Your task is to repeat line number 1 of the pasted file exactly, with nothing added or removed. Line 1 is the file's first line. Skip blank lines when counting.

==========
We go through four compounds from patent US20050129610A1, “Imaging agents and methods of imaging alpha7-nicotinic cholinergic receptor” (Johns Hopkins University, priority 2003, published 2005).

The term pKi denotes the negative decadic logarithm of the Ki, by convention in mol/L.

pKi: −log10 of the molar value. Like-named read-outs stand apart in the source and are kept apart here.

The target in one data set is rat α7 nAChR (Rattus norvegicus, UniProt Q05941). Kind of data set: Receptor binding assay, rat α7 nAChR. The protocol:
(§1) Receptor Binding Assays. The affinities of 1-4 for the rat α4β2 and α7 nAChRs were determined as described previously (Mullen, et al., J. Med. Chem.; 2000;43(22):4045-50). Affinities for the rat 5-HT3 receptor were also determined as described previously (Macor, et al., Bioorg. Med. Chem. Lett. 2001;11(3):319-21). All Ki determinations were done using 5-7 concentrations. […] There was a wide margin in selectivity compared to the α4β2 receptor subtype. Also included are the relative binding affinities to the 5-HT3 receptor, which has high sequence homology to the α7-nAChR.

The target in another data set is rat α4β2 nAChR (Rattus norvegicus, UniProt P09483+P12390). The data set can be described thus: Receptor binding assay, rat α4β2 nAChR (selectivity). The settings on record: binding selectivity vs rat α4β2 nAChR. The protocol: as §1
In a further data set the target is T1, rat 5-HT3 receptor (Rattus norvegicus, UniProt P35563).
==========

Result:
We go through four compounds from patent US20050129610A1, “Imaging agents and methods of imaging alpha7-nicotinic cholinergic receptor” (Johns Hopkins University, priority 2003, published 2005).